British physicist claims to have made teleportation a reality

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A quantum researcher has created a new theoretical framework and computational scheme for wormholes, suggesting that a different form of teleportation is possible.

Dr. Hatim Salih, an honorary research fellow at the Quantum Engineering Technology Laboratories at the University of Bristol in the UK and co-founder of the DotQuantum initiative, argues that the scheme makes it possible to build a wormhole in a laboratory environment.

Wormholes are hypothetical structures that connect different points in space-time. In science fiction, those who pass through these holes are supposed to travel between distant points in space in the blink of an eye.

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Some physicists go so far as to argue that it is possible to artificially construct a traversable wormhole.

The concept is based on a special solution of the field equations of the famous physicist Albert Einstein and is consistent with the general theory of relativity. So far, however, none of these structures have been observed or their physical existence confirmed.

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However, Dr. Salih’s new framework, which he calls “counterportation,” points to a different way of constructing a wormhole in the laboratory that would build a verifiable bridge across space.

The paper, published in the scientific journal Quantum Science and Technology, argues that this scheme allows a small object to be reconstructed in space without any particle transit.

Which teleportation?

At this point, it should be noted that the idea of countertransference, like teleportation, is based on quantum computation and the principle of quantum entanglement.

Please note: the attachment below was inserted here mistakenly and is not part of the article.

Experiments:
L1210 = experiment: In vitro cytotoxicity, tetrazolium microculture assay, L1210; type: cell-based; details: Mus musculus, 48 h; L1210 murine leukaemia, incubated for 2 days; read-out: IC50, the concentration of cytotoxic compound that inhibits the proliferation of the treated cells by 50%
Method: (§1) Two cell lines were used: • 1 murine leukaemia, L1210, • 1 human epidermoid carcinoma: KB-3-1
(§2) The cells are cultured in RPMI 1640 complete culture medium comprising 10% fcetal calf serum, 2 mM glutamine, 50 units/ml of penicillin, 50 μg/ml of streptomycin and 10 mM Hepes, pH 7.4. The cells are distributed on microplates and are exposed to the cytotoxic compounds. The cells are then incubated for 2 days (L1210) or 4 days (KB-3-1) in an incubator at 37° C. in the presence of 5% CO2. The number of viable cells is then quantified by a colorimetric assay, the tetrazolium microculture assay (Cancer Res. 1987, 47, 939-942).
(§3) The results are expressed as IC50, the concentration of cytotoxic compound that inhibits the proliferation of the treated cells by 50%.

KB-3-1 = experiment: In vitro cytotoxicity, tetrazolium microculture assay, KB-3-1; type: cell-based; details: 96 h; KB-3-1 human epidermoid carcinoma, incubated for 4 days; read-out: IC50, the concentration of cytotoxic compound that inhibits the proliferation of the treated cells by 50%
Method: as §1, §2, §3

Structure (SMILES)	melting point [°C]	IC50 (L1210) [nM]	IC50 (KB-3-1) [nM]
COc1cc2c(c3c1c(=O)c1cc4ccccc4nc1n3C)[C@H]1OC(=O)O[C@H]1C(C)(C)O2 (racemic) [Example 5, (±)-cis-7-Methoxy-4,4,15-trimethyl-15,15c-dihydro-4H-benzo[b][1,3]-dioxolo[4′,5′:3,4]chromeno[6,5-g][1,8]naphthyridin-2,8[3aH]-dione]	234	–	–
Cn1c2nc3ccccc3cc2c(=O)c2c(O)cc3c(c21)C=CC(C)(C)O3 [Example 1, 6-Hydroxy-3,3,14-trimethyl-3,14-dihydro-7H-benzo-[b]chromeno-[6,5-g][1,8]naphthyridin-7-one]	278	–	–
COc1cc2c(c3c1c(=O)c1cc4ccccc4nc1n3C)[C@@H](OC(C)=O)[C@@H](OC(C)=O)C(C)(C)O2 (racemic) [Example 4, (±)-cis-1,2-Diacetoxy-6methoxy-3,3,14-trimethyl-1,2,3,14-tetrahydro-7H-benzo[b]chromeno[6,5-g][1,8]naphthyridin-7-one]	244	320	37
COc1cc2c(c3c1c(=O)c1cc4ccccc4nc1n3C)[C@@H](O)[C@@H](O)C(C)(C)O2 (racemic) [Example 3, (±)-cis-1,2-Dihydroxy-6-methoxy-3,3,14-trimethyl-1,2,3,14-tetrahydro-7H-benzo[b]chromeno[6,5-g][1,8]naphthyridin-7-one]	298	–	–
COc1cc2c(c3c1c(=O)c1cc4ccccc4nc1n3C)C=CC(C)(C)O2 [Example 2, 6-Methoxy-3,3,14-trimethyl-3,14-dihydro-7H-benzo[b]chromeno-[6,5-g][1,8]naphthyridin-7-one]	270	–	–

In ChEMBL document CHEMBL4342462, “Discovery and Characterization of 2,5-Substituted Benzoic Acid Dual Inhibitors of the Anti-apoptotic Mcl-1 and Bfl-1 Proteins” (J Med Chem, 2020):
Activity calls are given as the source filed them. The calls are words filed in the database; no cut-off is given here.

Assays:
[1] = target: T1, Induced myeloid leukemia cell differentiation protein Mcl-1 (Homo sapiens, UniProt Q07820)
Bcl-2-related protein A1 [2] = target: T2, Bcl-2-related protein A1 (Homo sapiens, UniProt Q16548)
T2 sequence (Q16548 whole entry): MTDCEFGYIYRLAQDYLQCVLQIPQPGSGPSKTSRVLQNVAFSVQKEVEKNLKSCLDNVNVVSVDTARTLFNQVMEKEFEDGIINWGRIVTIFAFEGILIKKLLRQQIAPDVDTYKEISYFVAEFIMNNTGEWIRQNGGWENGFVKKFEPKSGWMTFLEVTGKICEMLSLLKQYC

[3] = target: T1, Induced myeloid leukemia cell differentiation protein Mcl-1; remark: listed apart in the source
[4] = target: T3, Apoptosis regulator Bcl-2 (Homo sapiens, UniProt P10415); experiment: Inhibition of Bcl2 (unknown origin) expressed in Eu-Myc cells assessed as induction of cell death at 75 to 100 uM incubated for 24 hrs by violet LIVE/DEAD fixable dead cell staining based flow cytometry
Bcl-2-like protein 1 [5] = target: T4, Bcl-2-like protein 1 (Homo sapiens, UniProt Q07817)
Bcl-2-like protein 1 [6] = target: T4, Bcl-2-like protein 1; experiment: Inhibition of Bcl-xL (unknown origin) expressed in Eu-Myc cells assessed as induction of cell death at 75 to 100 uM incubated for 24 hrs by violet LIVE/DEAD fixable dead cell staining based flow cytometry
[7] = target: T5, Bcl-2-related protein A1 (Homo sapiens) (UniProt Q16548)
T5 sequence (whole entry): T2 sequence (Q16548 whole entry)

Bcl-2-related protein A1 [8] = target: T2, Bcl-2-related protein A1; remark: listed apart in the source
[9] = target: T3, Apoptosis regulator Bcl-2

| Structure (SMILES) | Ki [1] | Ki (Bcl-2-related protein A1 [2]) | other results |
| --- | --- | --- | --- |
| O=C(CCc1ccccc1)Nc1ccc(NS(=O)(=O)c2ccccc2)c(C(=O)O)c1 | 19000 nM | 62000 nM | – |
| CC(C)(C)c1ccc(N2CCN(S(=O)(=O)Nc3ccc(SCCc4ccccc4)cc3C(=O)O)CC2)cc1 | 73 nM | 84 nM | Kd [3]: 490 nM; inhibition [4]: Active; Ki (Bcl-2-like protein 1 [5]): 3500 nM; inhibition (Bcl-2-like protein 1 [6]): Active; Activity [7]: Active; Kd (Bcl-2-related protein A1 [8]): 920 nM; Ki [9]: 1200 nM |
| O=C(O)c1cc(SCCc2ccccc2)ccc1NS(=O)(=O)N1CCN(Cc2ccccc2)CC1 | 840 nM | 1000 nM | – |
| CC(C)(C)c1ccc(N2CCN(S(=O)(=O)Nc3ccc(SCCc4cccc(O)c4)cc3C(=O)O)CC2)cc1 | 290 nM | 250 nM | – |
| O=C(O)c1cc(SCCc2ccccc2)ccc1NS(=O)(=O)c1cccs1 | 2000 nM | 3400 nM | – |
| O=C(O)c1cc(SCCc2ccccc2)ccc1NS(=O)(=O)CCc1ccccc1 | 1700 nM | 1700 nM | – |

Entanglement, an important component of quantum physics, is created when two or more particles interact in an interesting way. Thanks to this interaction, changes in one particle affect the other. Entangled particles continue to affect each other even when they are at great distances.

In quantum teleportation, the quantum state of a particle (whether it is a wave or a particle) is transferred to a pre-existing entangled particle in another location.

This is why the teleportation technology that scientists are working on today requires all the basic ingredients for the quantum information to be encoded, namely a transmitter and receiver at both ends.

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Such technology could pave the way for an extremely fast and secure internet in the future, where quantum computers or sensors are connected to each other and share quantum information.

Quantum teleportation, on the other hand, is often portrayed differently in science fiction. The teleportation imagined in science fiction ignores the existence of “transmitting and receiving” sensors.

The counter-transmission proposed by Dr. Salih is closer to the idea of teleportation in science fiction. According to the scientist, the new quantum computing technique can reconstruct the object in question at a different point “without any particle transfer”.

Salih says he is working with leading quantum experts to build a verifiable and observable wormhole in the laboratory and test his theory:

The goal for the near future is to physically build such a wormhole in the lab. This wormhole could be a testbed for competing theories and even theories of quantum gravity.

Until that happens, however, it seems impossible to prove that Salih’s teleportation technique is real.

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